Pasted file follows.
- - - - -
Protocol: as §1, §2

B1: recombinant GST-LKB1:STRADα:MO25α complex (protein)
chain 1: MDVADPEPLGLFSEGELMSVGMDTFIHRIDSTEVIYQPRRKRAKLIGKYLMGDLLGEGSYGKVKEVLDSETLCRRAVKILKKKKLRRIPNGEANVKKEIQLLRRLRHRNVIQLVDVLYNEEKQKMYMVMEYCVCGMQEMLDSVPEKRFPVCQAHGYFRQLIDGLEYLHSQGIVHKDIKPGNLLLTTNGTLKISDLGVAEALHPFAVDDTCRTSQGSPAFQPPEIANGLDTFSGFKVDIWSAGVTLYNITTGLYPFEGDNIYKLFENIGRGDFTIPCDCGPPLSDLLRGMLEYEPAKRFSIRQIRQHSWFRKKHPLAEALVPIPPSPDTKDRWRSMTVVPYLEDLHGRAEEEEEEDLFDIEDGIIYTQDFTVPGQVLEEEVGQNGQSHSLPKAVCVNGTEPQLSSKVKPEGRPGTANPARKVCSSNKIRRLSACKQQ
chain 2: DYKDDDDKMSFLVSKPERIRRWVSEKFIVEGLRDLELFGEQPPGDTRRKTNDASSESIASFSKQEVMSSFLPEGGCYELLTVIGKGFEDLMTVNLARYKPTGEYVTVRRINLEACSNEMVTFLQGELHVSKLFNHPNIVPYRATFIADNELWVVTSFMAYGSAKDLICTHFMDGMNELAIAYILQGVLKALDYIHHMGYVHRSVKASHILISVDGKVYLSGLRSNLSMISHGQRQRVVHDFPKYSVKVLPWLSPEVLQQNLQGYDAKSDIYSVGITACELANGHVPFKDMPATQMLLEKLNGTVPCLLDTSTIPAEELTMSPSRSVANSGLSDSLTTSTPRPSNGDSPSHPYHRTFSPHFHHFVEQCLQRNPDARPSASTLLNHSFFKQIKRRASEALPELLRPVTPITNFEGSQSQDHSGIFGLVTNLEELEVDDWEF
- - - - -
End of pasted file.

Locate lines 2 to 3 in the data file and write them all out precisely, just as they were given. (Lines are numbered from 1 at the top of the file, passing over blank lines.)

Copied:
B1: recombinant GST-LKB1:STRADα:MO25α complex (protein)
chain 1: MDVADPEPLGLFSEGELMSVGMDTFIHRIDSTEVIYQPRRKRAKLIGKYLMGDLLGEGSYGKVKEVLDSETLCRRAVKILKKKKLRRIPNGEANVKKEIQLLRRLRHRNVIQLVDVLYNEEKQKMYMVMEYCVCGMQEMLDSVPEKRFPVCQAHGYFRQLIDGLEYLHSQGIVHKDIKPGNLLLTTNGTLKISDLGVAEALHPFAVDDTCRTSQGSPAFQPPEIANGLDTFSGFKVDIWSAGVTLYNITTGLYPFEGDNIYKLFENIGRGDFTIPCDCGPPLSDLLRGMLEYEPAKRFSIRQIRQHSWFRKKHPLAEALVPIPPSPDTKDRWRSMTVVPYLEDLHGRAEEEEEEDLFDIEDGIIYTQDFTVPGQVLEEEVGQNGQSHSLPKAVCVNGTEPQLSSKVKPEGRPGTANPARKVCSSNKIRRLSACKQQ